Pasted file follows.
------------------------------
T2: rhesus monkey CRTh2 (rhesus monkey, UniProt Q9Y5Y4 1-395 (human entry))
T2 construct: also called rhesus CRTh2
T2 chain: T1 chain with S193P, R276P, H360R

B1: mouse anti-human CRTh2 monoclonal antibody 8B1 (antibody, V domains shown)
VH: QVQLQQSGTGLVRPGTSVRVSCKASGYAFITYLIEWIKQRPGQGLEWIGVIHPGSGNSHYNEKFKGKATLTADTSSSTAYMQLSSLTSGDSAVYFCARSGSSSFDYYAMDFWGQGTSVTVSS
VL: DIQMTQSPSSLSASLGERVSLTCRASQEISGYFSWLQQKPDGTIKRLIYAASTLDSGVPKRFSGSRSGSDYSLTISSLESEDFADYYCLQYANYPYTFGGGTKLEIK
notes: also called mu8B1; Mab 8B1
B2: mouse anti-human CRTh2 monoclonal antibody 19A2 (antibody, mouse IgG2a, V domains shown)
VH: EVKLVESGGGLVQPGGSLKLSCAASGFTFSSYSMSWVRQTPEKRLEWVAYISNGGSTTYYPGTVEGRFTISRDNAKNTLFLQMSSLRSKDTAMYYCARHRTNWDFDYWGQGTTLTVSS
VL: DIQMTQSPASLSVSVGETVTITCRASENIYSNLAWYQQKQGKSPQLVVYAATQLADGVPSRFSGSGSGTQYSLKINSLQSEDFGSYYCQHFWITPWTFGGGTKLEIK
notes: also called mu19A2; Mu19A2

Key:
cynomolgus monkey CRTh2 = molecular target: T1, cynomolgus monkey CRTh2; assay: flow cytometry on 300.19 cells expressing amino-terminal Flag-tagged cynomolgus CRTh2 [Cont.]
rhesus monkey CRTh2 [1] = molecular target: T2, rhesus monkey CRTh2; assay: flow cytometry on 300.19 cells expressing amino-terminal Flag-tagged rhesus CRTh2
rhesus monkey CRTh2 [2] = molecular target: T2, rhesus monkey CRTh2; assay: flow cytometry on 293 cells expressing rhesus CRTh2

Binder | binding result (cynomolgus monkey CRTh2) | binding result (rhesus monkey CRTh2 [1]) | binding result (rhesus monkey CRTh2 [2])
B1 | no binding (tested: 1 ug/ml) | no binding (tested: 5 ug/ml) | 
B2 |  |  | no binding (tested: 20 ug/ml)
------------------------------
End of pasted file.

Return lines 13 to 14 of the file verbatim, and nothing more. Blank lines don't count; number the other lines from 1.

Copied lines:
cynomolgus monkey CRTh2 = molecular target: T1, cynomolgus monkey CRTh2; assay: flow cytometry on 300.19 cells expressing amino-terminal Flag-tagged cynomolgus CRTh2 [Cont.]
rhesus monkey CRTh2 [1] = molecular target: T2, rhesus monkey CRTh2; assay: flow cytometry on 300.19 cells expressing amino-terminal Flag-tagged rhesus CRTh2